CAIRO – In “Lawrence of Arabia,” Omar Sharif first emerges as a speck in the distance in the shimmering desert sand. He draws closer, a black-robed figure on a trotting camel, until he finally dismounts, pulling aside his scarf to reveal his dark eyes and a disarming smile framed by his thin mustache.
The Egyptian-born actor’s Hollywood debut immediately enshrined him as a smoldering leading man of the 1960s, transcending nationality.
Sharif died of a heart attack in a Cairo hospital on Friday at age 83, his London-based agent, Steve Kenis, and close friends said.
When director David Lean cast him in the 1962 film “Lawrence of Arabia,” Sharif was already the biggest heartthrob in his homeland, where he played brooding, romantic heroes in multiple films in the 1950s – and was married to Egyptian cinema’s reigning screen beauty. But he was a virtual unknown elsewhere.
He wasn’t Lean’s first choice to play Sherif Ali, the tribal leader with whom Peter O’Toole’s T.E. Lawrence teams up to help lead the Arab revolt against the Ottoman Empire. Lean had hired another actor but dropped him because his eyes weren’t the right color. The film’s producer, Sam Spiegel, went to Cairo to search for a replacement and found Sharif. After proving he was fluent in English, he got the job.
The film brought him a supporting-actor Oscar nomination. His international stardom was cemented three years later by his starring turn in another sweeping historical epic by Lean, “Doctor Zhivago.”
Although he had over 100 films to his credit, “Doctor Zhivago” was considered his Hollywood classic. The Russian doctor-poet Zhivago makes his way through the upheaval of World War I and the Bolshevik Revolution, guided by his devotion to his art and to his doomed love for Lara, played by Julie Christie.
Still, Sharif never thought it was as good as it could have been.
“It’s sentimental. Too much of that music,” he once said, referring to Maurice Jarre’s luscious Oscar-winning score.
Although Sharif never achieved that level of success again, he remained a sought-after actor for many years, playing characters of many different nationalities.
He was Argentine-born revolutionary Ernesto “Che” Guevara in “Che!,” Italian Marco Polo in “Marco the Magnificent” and Mongol leader Genghis Khan in “Genghis Khan.” He was a German officer in “The Night of the Generals,” an Austrian prince in “Mayerling” and a Mexican outlaw in “Mackenna’s Gold.”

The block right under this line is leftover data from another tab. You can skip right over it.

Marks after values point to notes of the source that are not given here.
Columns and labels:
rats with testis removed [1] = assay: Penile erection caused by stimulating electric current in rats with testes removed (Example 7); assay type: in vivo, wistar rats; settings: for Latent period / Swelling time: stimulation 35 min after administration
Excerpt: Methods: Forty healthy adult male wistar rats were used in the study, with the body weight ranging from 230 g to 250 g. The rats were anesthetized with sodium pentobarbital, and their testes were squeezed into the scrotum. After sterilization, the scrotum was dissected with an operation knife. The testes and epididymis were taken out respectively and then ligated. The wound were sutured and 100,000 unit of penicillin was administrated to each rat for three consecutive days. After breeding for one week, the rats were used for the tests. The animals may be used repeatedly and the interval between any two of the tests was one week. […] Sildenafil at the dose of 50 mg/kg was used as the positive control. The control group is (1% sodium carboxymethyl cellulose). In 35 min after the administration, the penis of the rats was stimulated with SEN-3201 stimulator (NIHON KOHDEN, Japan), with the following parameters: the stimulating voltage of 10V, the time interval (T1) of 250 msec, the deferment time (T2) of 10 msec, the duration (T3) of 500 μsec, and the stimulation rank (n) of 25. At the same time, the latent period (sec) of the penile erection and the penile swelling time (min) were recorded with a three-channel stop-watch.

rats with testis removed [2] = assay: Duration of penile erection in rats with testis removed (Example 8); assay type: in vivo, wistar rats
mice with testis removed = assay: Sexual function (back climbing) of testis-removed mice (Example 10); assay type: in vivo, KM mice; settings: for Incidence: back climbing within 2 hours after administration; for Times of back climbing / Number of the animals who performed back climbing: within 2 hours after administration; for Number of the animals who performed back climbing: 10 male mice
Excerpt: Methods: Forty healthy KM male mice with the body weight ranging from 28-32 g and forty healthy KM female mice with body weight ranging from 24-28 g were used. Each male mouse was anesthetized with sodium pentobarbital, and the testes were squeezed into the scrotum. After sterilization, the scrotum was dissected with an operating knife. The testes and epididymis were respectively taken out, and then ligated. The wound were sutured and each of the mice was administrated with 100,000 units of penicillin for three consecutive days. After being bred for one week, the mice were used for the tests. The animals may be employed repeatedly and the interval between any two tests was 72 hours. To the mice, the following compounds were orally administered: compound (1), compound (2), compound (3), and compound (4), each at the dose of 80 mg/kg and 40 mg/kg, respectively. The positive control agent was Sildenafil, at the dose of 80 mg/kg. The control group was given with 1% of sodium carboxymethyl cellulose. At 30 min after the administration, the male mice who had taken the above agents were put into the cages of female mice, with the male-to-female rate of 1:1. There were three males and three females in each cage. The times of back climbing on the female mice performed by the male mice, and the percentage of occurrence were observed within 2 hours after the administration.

He was also the Jewish gambler Nick Arnstein opposite Barbra Streisand’s Fanny Brice in “Funny Girl.” The 1968 film was banned in his native Egypt because he was cast as a Jew.
“He was handsome, sophisticated and charming,” Streisand said in a statement. She said that the “Funny Girl” casting was controversial but that “the romantic chemistry between Nicky Arnstein and Fanny Brice transcended stereotypes and prejudice.”
“I feel lucky to have had the opportunity to work with Omar, and I’m profoundly sad to hear of his passing,” she said.
In his middle years, Sharif appeared in such films as “The Pink Panther Strikes Again,” “Oh Heavenly Dog!,” and others he dismissed as “rubbish.”
The drought lasted so long that finally, beginning in the late 1990s, Sharif began declining all film offers.
“I lost my self-respect and dignity,” he told a reporter in 2004. “Even my grandchildren were making fun of me. ‘Grandpa, that was really bad. And this one? It’s worse.’ ”
He had something of a revival. In 2003, he portrayed a Muslim shopkeeper in Paris who adopts a Jewish boy in the French film “Monsieur Ibrahim,” winning him a César, the French equivalent of the Oscar.
But for most of the 1990s and 2000s, he was better-known for the lifestyle of an international playboy, living in hotels and gambling prodigiously. He was a world-class bridge player who for many years wrote a newspaper column on the game.
Born Michael Shalhoub on April 10, 1932, in Egypt’s Mediterranean coastal city of Alexandria, Sharif was the son of Christian Syrian-Lebanese parents.
After working three years at his father’s lumber company, he fulfilled his longtime ambition to become a movie actor. Taking the name Omar el-Sharif, he appeared in nearly two dozen Egyptian films. In the 1954 “Struggle in the Valley,” he played a young man caught up in a power struggle in a Nile village and in love with the daughter of his rival, played by Egypt’s top movie queen, Faten Hamama.
A year later, Sharif converted to Islam and married Hamama. They were the glamour couple of Egyptian cinema, going on to star together in multiple films.
They had a son, Tarek, and divorced in 1974. Sharif never remarried, often saying that Hamama was his one love but that he could never settle down. He was romantically linked with a number of Hollywood co-stars over the years.
In a 2003 interview with AP, Sharif struck a wistful note about how “Lawrence of Arabia” vaulted him to fame.
It will always be a great film, he said. But “it separated me from my wife, from my family. … That was it, the end of our wedding.”
“I might have been happier having stayed an Egyptian film star.”